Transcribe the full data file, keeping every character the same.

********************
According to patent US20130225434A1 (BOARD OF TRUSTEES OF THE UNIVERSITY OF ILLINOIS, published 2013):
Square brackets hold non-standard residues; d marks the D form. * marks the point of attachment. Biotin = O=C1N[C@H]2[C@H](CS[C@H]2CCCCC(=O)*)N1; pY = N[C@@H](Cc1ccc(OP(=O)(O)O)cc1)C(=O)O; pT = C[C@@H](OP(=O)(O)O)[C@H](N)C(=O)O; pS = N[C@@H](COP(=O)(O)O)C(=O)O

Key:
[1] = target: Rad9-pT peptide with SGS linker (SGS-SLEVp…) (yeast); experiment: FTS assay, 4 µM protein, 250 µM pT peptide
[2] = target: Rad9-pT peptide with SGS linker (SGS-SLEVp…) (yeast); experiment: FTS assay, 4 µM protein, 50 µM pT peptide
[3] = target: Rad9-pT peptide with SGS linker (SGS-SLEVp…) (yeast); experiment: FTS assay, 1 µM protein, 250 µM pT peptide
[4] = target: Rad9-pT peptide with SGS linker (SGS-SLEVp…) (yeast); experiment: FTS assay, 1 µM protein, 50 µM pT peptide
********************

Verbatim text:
According to patent US20130225434A1 (BOARD OF TRUSTEES OF THE UNIVERSITY OF ILLINOIS, published 2013):
Square brackets hold non-standard residues; d marks the D form. * marks the point of attachment. Biotin = O=C1N[C@H]2[C@H](CS[C@H]2CCCCC(=O)*)N1; pY = N[C@@H](Cc1ccc(OP(=O)(O)O)cc1)C(=O)O; pT = C[C@@H](OP(=O)(O)O)[C@H](N)C(=O)O; pS = N[C@@H](COP(=O)(O)O)C(=O)O

Key:
[1] = target: Rad9-pT peptide with SGS linker (SGS-SLEVp…) (yeast); experiment: FTS assay, 4 µM protein, 250 µM pT peptide
[2] = target: Rad9-pT peptide with SGS linker (SGS-SLEVp…) (yeast); experiment: FTS assay, 4 µM protein, 50 µM pT peptide
[3] = target: Rad9-pT peptide with SGS linker (SGS-SLEVp…) (yeast); experiment: FTS assay, 1 µM protein, 250 µM pT peptide
[4] = target: Rad9-pT peptide with SGS linker (SGS-SLEVp…) (yeast); experiment: FTS assay, 1 µM protein, 50 µM pT peptide